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AI-generated art can't be copyrighted, US court rules

 Illustrative image of copyright. (photo credit: FREEDOM COME RAIN)
Illustrative image of copyright.
(photo credit: FREEDOM COME RAIN)

A US court ruled that creative work made by artificial intelligence is ineligible for copyright, a significant ruling amid the ongoing Hollywood writer's strike.

Artificial intelligence-generated art cannot be protected by copyright, a US federal judge ruled on Friday, in a piece of legislation that may codify intellectual property rights regarding creative works made by AI as opposed to those made by humans.

The ruling was made by US District Court Judge Beryl A. Howell and backed up findings made by Shira Perlmutter, the register of copyrights and director of the US Copyright Office, ruling against the plaintiff, Stephen Thaler.

The significance of the ruling comes amid the ongoing writers' and actors' strikes in Hollywood, which centers on fears that Hollywood studios will use AI-generated work to avoid having to pay writers and eventually actors.

Sorry to AI generative art: No copyright shall be given to art not made by humans

The background to the ruling goes back to before the Hollywood strikes. Thaler, who heads the neural network firm Imagination Engines, has been trying to get AI recognized as being able to author creative works for years. 


Note that despite being AI all the same, Thaler's "Creativity Machine" AIs, which he has been working on since the 1990s, far different than something like ChatGPT, with a greater emphasis on replicating human cognition rather than relying on thorough user input. 

 Artificial intelligence chatbots like ChatGPT are changing the world (Illustrative). (credit: PIXABAY)
Artificial intelligence chatbots like ChatGPT are changing the world (Illustrative). (credit: PIXABAY)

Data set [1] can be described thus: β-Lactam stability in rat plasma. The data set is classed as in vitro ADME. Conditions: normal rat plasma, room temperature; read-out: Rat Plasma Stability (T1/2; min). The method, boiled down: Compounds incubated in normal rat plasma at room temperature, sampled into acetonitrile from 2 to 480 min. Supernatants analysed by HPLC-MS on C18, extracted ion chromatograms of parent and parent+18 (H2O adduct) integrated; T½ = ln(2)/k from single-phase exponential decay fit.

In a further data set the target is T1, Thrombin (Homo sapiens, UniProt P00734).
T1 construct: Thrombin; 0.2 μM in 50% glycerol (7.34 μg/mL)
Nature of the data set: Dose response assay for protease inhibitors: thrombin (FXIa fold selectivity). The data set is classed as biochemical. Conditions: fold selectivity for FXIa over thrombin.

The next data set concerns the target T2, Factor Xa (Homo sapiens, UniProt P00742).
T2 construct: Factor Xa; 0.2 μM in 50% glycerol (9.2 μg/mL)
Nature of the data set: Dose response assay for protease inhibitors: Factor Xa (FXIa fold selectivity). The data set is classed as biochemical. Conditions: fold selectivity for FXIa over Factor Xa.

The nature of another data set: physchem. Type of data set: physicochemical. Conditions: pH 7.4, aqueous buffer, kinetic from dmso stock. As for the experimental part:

Thaler's achievements eventually resulted in the creation of a complex and powerful AI that he dubbed the Device for the Autonomous Bootstrapping of Unified Sentience (DABUS). 

According to an article in the Economist's 1843 Magazine, Thaler truly believes his AI is creative and that DABUS has feelings and experiences loneliness.

In 2018, Thaler attempted to list his Creativity Machine as the sole author of the artwork A Recent Entrance to Paradise, which his AI created and listed himself as the owner of the copyright as the artwork was considered a work-for-hire piece.

The US Copyright Office denied this application due to the artwork not having been made by a human, prompting Thaler to sue. He had argued that US copyright law is meant to be malleable so it can adapt to the times, specifically citing a number of court cases to that effect, including the case Burrow-Giles Lithographic Co. v. Sarony, which upheld that copyright includes photographs.


But Judge Howell sided with the Copyright Office.

What is especially significant about this ruling isn't just how it wouldn't give authorship to the AI, but that the AI's users, in this case, Thaler, wouldn't be granted ownership of a copyright under the work-for-hire doctrine.

The work-for-hire doctrine states that if someone were hired by someone to create something, the copyright for that creation would belong to the one who paid the author to make it, though authorship itself would still belong to the creator.

This itself is a now widespread exception to standard copyright law, which supposes that a creator owns the copyright to what they create.